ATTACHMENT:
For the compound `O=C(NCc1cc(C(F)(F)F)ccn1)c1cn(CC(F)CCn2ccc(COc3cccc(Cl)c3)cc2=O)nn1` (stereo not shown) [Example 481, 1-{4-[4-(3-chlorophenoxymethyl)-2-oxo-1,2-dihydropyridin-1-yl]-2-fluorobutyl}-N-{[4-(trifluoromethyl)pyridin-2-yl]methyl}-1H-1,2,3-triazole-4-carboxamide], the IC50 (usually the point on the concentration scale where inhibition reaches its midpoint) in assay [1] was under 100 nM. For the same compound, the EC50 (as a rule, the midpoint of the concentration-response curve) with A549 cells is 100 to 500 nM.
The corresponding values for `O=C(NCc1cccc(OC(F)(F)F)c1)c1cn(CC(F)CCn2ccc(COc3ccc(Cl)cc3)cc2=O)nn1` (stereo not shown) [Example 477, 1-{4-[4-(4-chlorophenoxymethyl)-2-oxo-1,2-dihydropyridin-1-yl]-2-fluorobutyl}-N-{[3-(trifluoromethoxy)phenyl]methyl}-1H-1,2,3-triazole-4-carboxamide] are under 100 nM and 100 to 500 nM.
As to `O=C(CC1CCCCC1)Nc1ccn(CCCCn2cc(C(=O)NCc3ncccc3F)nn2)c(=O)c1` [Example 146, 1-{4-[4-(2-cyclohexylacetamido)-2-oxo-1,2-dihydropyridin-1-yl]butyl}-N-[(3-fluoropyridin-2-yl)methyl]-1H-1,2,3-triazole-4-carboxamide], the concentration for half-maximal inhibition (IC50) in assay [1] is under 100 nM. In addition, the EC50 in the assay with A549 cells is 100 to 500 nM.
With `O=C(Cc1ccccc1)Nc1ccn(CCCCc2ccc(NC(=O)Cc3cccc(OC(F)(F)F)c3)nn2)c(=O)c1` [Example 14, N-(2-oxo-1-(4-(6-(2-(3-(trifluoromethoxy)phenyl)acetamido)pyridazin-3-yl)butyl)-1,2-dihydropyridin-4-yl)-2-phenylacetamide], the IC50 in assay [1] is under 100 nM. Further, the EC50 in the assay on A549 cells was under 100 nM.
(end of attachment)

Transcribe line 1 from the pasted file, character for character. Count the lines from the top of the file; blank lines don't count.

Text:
For the compound `O=C(NCc1cc(C(F)(F)F)ccn1)c1cn(CC(F)CCn2ccc(COc3cccc(Cl)c3)cc2=O)nn1` (stereo not shown) [Example 481, 1-{4-[4-(3-chlorophenoxymethyl)-2-oxo-1,2-dihydropyridin-1-yl]-2-fluorobutyl}-N-{[4-(trifluoromethyl)pyridin-2-yl]methyl}-1H-1,2,3-triazole-4-carboxamide], the IC50 (usually the point on the concentration scale where inhibition reaches its midpoint) in assay [1] was under 100 nM. For the same compound, the EC50 (as a rule, the midpoint of the concentration-response curve) with A549 cells is 100 to 500 nM.